My maternal grandfather never finished the eighth grade. But like many of his generation, what he lacked in book smarts he made up in practical skills. He was a jack-of-all-trades. His garage looked like a hardware store. When the Lord called him home, he had more than enough tools to spread around to his three grandsons. In fact, in the twenty-five years since he died, I have had to buy very few tools. Unfortunately I don’t know what to do with most of the tools in my toolbox. A handyman I am not.
Thankfully I am a little handier with the sixteen tools in Beynon & Sach’s toolbox. Regardless of your interpretive skills, this book is worth reading. The authors, both of whom minister in Great Britain, have written an easy to read, practical manual on how to better understand the Bible. They sharpened these tools while working with college students, but I believe Bible readers of all ages will profit from this book.
The authors demonstrate their high view of Scripture in portions such as the following:
- Some of the joys of understanding the Bible correctly:
- You hear the voice of your heavenly Father speaking to you in the Bible
- You learn what he is really like from his own lips …
- You discover the wonderful truth of salvation and how to be sure of heaven
- You find out things that are on God’s heart …
- The truth actually changes you. Get this: it doesn’t just inform you of things, it does things in you. (p. 12)
The sixteen tools the book offers to help you dig deeper are these: The Author’s Purpose, Context, Structure, Linking Words, Parallels, Narrator’s Comment, Vocabulary, Translations, Tone and Feel, Repetition, Quotation/Allusion, Genre, Copycat, The Bible Time Line, Who Am I? and So What? Each tool has its own chapter, and each chapter includes examples and exercises.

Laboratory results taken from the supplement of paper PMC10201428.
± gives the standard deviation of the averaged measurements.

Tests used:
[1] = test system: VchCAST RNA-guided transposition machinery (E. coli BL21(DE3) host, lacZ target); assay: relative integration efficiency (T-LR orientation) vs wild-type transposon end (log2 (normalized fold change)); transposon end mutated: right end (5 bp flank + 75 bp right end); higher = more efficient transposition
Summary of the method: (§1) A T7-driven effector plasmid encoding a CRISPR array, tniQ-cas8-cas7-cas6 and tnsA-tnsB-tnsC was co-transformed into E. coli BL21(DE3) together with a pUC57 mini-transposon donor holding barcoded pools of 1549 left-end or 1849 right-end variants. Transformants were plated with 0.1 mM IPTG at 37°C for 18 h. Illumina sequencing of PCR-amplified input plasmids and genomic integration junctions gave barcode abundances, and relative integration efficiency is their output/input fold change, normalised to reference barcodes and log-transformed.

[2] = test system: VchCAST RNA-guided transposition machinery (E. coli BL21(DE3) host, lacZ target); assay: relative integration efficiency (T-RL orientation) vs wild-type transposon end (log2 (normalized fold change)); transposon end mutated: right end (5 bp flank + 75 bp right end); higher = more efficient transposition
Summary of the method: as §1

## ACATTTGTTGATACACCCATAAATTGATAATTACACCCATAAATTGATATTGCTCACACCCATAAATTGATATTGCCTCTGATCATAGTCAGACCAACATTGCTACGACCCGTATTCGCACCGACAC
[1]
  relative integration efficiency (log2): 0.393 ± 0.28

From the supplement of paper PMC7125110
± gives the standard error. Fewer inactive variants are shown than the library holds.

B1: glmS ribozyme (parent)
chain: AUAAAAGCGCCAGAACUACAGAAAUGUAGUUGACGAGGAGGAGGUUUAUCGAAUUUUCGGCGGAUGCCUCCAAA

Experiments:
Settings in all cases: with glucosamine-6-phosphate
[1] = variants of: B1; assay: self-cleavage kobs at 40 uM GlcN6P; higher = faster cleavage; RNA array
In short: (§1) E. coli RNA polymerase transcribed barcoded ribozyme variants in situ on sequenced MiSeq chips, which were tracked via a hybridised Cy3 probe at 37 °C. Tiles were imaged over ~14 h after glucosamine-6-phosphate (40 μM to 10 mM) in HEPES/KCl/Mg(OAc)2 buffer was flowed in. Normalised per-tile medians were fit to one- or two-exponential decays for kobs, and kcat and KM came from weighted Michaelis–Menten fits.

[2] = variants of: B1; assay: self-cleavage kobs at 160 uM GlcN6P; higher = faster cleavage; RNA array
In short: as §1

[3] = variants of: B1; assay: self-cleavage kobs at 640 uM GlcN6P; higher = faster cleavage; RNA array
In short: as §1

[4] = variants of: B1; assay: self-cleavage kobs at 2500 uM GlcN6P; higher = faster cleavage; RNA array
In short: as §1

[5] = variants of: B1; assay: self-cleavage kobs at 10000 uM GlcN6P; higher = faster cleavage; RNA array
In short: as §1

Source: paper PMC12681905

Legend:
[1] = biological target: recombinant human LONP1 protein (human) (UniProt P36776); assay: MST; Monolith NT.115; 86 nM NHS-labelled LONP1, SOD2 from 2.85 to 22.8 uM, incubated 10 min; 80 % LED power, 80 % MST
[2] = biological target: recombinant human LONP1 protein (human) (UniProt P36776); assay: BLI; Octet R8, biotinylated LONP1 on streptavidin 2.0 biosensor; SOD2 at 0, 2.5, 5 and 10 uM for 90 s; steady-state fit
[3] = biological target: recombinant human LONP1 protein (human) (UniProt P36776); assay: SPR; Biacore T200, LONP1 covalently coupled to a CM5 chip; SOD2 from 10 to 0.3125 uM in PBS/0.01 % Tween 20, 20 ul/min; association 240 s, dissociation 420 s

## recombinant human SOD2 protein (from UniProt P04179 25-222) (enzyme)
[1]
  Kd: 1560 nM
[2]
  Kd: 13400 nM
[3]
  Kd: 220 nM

Author’s Purpose is king. It is the tool par excellence, the Swiss army knife from which all of the other tools fold out, and which keeps them all together. In some ways, the whole point of having a Repetition tool or a Linking Word tool or any other tool is to help you to get a hold of the Author’s Purpose. Never forget it! (p. 30)
Next is the Context tool. Beynon and Sach contrast reading an encyclopedia with reading a novel. Many read the Bible like an encyclopedia, but it should be read more like a novel because context matters, as the Linking Word tool emphasizes:
If, since, consequently, for this reason, therefore, because, so that—these are all linking words and they’re worth their weight in gold. These words can help us to see the flow of an argument; they reveal cause and effect relationships between different statements. (p.49)
Although they recommend reading a variety of translations, they caution the reader to make sure they read at least one “literal translation” as opposed to only “dynamic equivalent” translations (p. 78).